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# 1. Question1. Explain What Is An Operational Amplifier?

An operational amplifier, abbreviated as op-amp, is basically a multi-stage, very high gain, direct-
coupled, negative feedback amplifier that uses voltage shunt feedback to provide a stabilized voltage gain.
2. Question2. State Assumptions Made For Analyzing Ideal Op-amp?
Assumptions made for analyzing ideal op-amp are:
o Infinite open-loop gain
o Infinite input impedance
o Zero output impedance
o Perfect balance
o Infinite frequency bandwidth
o Infinite slew rate
o Infinite common-mode rejection ratio
o Nil drift of characteristics with temperature
3. Question3. Explain What Are Differential Gain And Common-mode Gain Of A Differential
Amplifier?
When the difference of the two inputs applied to the two terminals of a differential amplifier is amplified,
the resultant gain is termed as differential gain. But when the two input terminals are connected to the
same input source then the gain established by the differential amplifier is called the common mode gain.
4. Question4. Define Cmrr?
CMRR is defined as the ratio of differential voltage gain to common-mode voltage gain and it is given as
5. Question5. Explain Why Does An Op-amp Have High Cmrr?
High CMRR ensures that the common mode signals such as noise are rejected successfully and the output
voltage is proportional only to the differential input voltage.
6. Question6. Explain Why Open-loop Op-amp Configurations Are Not Used In Linear Applications?
When an op-amp is operated in the open-loop configuration, the output either goes to positive saturation
or negative saturation levels or switches between positive and negative saturation levels and thus clips the
output above these levels. So open-loop op-amp configurations are not used in linear applications.
7. Question7. List The Parameters That Should Be Considered For Ac And Dc Applications?
The parameters to be considered for dc applications are:
o Input offset voltage
o Input offset current
o Input bias current
o Drift
The parameters to be considered for ac applications are:
o Gain bandwidth product (GBW)
o Rise time
o Slew rate
o Full-power response
o AC noise
8. Question8. Define Offset Voltage As Applied To An Op-amp?
Input offset voltage may be defined as that voltage which is to be applied between the input terminals to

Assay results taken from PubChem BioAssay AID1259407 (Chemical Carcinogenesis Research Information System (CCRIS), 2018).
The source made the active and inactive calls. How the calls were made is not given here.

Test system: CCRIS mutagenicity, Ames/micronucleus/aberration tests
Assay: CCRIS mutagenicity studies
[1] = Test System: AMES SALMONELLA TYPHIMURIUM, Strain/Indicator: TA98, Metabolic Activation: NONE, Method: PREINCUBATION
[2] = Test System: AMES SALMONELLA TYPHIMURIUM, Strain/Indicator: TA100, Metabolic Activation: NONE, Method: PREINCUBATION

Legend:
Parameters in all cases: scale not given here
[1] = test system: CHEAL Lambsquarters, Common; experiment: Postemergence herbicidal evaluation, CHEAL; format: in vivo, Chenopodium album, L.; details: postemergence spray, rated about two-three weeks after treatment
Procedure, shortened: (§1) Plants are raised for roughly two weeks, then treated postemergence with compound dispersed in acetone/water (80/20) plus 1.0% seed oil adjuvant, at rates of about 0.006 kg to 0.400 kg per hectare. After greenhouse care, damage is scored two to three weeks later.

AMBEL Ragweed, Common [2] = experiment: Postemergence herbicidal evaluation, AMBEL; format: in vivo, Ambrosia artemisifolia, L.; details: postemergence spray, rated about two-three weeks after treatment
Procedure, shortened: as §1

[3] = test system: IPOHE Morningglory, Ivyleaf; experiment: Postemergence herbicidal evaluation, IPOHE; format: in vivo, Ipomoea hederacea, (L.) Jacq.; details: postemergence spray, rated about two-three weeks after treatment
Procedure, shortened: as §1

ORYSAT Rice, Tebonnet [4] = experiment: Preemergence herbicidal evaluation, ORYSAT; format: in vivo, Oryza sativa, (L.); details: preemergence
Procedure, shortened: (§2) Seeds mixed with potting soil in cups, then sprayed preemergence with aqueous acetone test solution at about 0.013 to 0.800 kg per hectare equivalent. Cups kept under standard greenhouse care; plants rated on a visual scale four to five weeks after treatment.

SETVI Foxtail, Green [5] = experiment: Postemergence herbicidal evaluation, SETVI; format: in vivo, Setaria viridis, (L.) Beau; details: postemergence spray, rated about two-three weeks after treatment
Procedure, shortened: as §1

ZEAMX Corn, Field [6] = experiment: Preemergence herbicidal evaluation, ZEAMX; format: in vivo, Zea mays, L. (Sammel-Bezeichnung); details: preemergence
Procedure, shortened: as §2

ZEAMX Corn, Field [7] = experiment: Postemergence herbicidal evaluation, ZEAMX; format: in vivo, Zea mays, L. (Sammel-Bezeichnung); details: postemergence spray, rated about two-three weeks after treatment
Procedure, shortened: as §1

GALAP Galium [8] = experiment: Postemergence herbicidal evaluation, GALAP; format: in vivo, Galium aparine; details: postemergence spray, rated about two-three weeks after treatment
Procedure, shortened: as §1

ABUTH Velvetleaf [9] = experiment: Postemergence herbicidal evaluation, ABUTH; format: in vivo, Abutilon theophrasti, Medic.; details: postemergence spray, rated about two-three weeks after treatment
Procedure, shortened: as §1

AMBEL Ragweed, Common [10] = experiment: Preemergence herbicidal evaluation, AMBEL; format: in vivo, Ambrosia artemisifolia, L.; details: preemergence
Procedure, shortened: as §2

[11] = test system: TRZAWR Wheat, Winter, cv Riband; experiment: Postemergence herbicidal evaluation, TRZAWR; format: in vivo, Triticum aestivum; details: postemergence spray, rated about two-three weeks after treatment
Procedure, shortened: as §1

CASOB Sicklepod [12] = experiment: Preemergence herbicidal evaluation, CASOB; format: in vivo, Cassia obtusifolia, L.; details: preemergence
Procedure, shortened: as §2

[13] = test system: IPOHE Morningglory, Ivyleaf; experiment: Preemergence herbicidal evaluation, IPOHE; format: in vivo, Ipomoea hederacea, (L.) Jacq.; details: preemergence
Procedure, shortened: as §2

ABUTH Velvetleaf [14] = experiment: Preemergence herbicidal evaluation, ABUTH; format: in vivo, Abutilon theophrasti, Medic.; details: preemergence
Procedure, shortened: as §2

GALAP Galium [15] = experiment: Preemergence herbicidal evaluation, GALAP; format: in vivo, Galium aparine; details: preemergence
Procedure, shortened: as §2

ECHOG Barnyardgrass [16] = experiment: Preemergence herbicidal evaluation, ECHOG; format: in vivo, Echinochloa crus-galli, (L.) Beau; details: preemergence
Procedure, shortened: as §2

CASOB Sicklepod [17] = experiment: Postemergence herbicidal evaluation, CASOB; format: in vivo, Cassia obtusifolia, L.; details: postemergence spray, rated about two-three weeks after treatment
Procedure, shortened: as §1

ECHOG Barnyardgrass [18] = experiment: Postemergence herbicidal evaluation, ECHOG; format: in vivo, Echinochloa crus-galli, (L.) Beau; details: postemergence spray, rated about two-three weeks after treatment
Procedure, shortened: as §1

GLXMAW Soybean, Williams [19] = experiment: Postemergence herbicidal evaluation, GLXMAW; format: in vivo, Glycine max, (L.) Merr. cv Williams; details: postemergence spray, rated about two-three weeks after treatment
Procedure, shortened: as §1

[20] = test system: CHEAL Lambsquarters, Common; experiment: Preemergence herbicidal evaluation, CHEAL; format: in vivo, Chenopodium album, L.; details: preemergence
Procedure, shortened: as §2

balance the amplifier.
9. Question9. Define Slew Rate?
Slew rate of an op-amp is defined as the maximum rate of change of output voltage per unit time and is
expresses in V/µs.
10. Question10. Explain What Is A Voltage Follower?
Voltage follower is an electronic circuits in which output voltage tracts the input voltage both in sign and
magnitude.
11. Question11. Explain What Are The Advantages Of Using A Voltage Follower Amplifier?
Voltage follower has three unique characteristics viz. extremely high input impedance, extremely low
output impedance and unity transmission gain and is , therefore, an ideal circuit device for use as a buffer
amplifier.
12. Question12. In Explain What Way Is The Voltage Follower A Special Case Of The Non-inverting
Amplifier?
If feedback resistor is made zero or R1 is made ∞(by keeping it open-circuited) in a noninverting
amplifier circuit, voltage follower is obtained.
13. Question13. Explain What Is An Inverting Amplifier?
In an inverting amplifier, the input is connected to the minus or inverting terminal of op-amp.
14. Question14. Explain What Are The Applications Of An Inverting Amplifier?
Inverting amplifier is a very versatile component and can be used for performing number of mathematical
differentiator.
15. Question15. Explain What Is A Differential Amplifier?
Differential amplifier is a combination of inverting and noninverting amplifiers and amplifies the voltage
difference between input lines neither of which is grounded.
16. Question16. Give Examples Of Linear Circuits?